Again, Kim worked through most of the other students first, and actually that worked out well, as E, Ronda and I were the last three remaining.  We're all fairly close together with where we're at, or as E so perfectly stated: "not polished at what we do, not rank beginners, not afraid to TRY at any speed".  Kim had me working with Dig again, then sent us to the fence to do rollbacks.  These used to be one of my FAVORITE manuevers to perform with a good reining, cutting, cow-working horse - actually, they still are REALLY fun!  But boy-howdy do they make you WORK!  We weren't looking for a lot of finesse, or slow, it needed to be quick, quick, quick, with Dig listening to my outside (cueing) leg and deciding to pick up the correct lead more on his own.  Whew, was it both fun and hard!  It took me a bit to coordinate myself, I kept wanting to kick with both feet coming out of the turn, and Kim wanted me to only kick with my outside leg.  So I had to kick, kick, ride, sit up, sit down, pull him around to the inside (fence), then grab and kick, kick with my new outside leg.  We were both panting hard after a few times.  After he picked up the right lead a few times on his own (I couldn't really tell, working that hard, Kim would let me know and pull him around soon if he chose the wrong one), we let him canter on his right lead off the fence and then stop.  Both E and Ronda started cracking up laughing.  I had stopped facing them, and I guess Dig had the most perfect "little kid that just got in BIG trouble" look on his face.  =)  But he DID it!!!  Good boy.  He also stood perfectly still while they worked on stops, until we did it one more time.  Kim told me to take him to the center, counter arc and ask for the right lead, and then send him down the fence again if he didn't take it on the first try.  So more rollbacks for us.  Pant, pant, grin, grin!!!  I don't know about Diego, but I LOVED IT!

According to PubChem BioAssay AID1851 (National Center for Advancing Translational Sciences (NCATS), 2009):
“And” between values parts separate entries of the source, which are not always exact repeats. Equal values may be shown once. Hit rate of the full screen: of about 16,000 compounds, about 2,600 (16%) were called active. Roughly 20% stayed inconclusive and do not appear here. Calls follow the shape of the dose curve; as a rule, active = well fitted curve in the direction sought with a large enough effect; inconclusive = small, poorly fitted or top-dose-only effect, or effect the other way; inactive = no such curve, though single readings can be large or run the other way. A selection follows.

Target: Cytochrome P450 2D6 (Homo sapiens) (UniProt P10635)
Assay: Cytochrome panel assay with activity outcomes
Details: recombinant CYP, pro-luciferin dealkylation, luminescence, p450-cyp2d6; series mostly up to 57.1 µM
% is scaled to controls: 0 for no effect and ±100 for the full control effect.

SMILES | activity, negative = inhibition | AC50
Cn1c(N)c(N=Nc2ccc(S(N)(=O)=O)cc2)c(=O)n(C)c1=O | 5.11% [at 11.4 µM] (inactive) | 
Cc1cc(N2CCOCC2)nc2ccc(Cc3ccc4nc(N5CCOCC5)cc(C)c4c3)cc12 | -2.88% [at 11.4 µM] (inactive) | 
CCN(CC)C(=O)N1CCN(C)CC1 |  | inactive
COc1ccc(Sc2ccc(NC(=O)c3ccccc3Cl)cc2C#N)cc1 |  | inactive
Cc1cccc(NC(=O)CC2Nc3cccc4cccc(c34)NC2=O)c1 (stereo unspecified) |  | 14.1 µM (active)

So, I'm totally loving the lessons and can't wait to get back.  Plans are for a long ride this weekend (my last before Rides of March), then our club has motocross race the next weekend, then AERC Convention, then Rides of March.  So next lesson probably won't be until that weekend of 3/25.  Already looking forward to it.

1 comment:

Ashley Wingert said...

That sounds like so much fun! Great cross-training for his busy brain.